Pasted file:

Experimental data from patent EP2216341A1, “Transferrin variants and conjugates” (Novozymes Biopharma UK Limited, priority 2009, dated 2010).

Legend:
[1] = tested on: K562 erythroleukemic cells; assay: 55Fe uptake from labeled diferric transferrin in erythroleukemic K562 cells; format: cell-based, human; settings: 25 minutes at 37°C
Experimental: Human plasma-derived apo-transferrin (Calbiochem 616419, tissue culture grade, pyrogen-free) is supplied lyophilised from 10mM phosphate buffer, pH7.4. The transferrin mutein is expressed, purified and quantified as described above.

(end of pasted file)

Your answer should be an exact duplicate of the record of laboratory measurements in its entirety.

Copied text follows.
Experimental data from patent EP2216341A1, “Transferrin variants and conjugates” (Novozymes Biopharma UK Limited, priority 2009, dated 2010).

Legend:
[1] = tested on: K562 erythroleukemic cells; assay: 55Fe uptake from labeled diferric transferrin in erythroleukemic K562 cells; format: cell-based, human; settings: 25 minutes at 37°C
Experimental: Human plasma-derived apo-transferrin (Calbiochem 616419, tissue culture grade, pyrogen-free) is supplied lyophilised from 10mM phosphate buffer, pH7.4. The transferrin mutein is expressed, purified and quantified as described above.